As deer season across the country close, the beginning of a new season is here.
And now is the best time to get out and scout for your new stand locations.
With the winter woods barren of leaves and visibility a maximum, there’s no better time to scout and scout hard.
Find those rubs, old scrapes, and trails that lead from feeding to bedding.
Look for pinch points and funnels, beds and feeding areas.
During the postseason is when I find most of my new locations for the coming season.
And in many cases, I will go ahead and move stands now so the deer get used to them.
Finding rub lines and transitions areas is far easier when the leaves and foliage are dead or nonexistent.
On land where you have some experience, it’s easy to become complacent and just hunt the same old spots over and over again.
We have all fallen for that trap.
But during the postseason is the best time to get out there and learn how the movement patterns have changed (if at all) and how to fine tune a stand or place new stands.
After the season is the only time I will enter certain areas on the property I hunt.
I want to go in there and see if I can find sign of mature bucks that evaded me during the season.
I may find a shed or two, but mostly I am looking for beds, rubs, and scrapes.
By finding these, I am able to determine where the deer are bedding and living. It is the center of the wheel.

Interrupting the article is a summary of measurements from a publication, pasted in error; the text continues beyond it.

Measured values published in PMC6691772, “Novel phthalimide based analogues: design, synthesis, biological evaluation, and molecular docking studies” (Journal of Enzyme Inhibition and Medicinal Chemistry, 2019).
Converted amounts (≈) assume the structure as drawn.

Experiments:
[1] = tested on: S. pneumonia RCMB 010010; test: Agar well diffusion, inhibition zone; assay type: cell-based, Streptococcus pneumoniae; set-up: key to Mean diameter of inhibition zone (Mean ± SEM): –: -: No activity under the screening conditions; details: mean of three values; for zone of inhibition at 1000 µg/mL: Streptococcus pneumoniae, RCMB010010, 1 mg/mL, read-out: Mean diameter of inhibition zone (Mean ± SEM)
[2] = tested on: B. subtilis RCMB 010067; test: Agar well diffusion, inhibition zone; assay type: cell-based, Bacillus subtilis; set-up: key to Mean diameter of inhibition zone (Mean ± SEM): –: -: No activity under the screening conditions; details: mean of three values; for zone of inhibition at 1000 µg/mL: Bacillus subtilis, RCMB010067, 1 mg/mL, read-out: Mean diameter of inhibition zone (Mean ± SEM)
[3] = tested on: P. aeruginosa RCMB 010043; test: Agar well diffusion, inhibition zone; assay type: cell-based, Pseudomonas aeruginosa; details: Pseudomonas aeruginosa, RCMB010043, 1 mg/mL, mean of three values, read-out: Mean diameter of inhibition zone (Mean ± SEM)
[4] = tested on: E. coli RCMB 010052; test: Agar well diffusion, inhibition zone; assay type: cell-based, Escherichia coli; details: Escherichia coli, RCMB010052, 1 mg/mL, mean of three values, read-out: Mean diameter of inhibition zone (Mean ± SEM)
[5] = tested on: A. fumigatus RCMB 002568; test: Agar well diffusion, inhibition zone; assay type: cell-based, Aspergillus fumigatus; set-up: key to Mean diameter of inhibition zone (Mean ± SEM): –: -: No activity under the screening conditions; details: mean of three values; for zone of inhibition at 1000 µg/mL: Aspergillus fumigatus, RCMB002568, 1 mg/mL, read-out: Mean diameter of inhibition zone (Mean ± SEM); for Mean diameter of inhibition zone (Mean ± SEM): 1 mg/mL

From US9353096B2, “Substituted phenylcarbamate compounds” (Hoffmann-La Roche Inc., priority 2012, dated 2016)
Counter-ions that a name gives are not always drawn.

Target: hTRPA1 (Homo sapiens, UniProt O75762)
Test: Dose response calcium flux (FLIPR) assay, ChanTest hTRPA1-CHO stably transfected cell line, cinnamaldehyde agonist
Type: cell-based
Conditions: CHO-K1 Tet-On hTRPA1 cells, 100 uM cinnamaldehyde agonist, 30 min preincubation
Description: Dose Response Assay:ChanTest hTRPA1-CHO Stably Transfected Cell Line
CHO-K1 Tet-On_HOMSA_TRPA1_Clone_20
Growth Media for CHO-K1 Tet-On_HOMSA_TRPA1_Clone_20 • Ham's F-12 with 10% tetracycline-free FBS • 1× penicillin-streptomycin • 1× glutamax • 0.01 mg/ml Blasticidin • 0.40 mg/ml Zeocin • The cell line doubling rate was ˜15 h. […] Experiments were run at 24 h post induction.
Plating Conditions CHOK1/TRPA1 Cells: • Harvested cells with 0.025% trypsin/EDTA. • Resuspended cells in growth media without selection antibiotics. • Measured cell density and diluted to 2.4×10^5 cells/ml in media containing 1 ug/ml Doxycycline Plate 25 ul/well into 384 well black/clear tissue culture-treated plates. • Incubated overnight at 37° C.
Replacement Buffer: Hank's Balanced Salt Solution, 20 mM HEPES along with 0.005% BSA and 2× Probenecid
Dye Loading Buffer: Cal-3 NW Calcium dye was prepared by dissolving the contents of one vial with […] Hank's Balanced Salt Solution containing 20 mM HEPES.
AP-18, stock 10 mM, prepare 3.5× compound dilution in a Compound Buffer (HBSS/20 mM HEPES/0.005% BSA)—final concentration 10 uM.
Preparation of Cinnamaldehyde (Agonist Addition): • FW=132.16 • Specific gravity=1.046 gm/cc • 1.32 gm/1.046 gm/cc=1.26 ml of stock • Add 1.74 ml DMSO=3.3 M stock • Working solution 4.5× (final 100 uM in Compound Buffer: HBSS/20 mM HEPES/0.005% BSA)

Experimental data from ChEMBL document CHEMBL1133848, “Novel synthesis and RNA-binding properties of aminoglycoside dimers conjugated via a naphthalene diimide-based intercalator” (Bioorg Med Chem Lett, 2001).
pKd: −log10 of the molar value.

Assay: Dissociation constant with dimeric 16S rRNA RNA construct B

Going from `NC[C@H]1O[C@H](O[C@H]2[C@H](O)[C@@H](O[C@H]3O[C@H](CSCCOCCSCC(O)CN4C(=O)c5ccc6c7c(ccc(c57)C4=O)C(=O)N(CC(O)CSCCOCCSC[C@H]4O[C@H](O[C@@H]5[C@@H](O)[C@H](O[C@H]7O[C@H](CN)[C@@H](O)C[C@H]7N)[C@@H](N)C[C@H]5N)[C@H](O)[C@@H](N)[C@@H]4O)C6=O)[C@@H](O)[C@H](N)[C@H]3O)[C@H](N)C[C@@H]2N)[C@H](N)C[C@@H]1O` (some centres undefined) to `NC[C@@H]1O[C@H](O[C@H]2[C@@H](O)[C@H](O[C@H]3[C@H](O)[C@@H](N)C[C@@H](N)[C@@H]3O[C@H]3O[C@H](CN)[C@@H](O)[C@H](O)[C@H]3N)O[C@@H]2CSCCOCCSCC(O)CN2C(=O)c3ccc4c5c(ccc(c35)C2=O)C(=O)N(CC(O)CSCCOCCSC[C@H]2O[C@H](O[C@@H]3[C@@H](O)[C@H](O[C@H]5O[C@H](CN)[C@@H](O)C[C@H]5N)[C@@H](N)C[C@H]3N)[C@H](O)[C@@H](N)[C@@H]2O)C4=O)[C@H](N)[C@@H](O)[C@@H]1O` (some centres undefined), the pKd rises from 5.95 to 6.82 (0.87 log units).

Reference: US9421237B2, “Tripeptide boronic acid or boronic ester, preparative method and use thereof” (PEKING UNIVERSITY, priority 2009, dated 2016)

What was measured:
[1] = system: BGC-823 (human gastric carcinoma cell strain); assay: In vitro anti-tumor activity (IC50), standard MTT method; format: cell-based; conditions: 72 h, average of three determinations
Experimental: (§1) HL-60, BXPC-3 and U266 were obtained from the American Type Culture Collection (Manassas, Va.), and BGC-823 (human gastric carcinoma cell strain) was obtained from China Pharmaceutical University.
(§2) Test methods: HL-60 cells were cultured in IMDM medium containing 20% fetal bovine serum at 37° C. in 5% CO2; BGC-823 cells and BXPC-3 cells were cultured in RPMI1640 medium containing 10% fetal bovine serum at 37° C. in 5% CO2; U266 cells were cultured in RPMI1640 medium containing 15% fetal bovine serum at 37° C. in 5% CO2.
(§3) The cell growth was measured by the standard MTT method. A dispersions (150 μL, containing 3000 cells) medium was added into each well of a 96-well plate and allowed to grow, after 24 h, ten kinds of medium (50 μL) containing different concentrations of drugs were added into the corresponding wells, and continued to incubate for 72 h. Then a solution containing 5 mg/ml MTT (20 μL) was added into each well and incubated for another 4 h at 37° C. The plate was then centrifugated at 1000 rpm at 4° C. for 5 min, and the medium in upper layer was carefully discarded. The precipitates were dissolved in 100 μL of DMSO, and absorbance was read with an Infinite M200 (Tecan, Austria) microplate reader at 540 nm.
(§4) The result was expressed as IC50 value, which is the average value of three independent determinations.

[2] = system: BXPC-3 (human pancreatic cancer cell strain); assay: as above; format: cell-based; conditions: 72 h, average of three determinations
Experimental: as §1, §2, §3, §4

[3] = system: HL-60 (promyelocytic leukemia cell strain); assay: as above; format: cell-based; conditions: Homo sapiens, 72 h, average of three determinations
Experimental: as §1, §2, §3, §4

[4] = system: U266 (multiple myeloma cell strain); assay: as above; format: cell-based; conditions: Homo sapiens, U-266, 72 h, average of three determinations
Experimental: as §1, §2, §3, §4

From there, I will begin scouting to determine how the deer are getting into and from this area they like to bed in.
The same is true for public land or land you have never hunted.
Get in the woods and find the bedding areas and start there.
By using modern technology, like onX Hunt, topo map, or satellite image on my GPS or smartphone, I can find thick areas, pinch points or funnels, ridges, saddles, or other features that may be present and impact the movement of deer from the area.
Once these are identified, nothing beats boot leather.
Walking your land is the best method of scouting.
While walking, mark any signs you find on your GPS or smartphone. Identify rubs, trails, etc.
These marks will paint a picture for you to see how the deer are using the land.
As a bow hunter, I like to place my stands within 25 yards of where I expect to see deer, whether that is along a trail, entrance to a food plot, or any other source.
But in order to get that close, I need to really understand the movement of the deer and place my stands accordingly.
Post-season scouting is essential for fall success.
Now is the time to beat the brush, avoid the snakes, mosquitos, and ticks, and get in the woods to figure out what the bucks are doing so you are ready in the fall.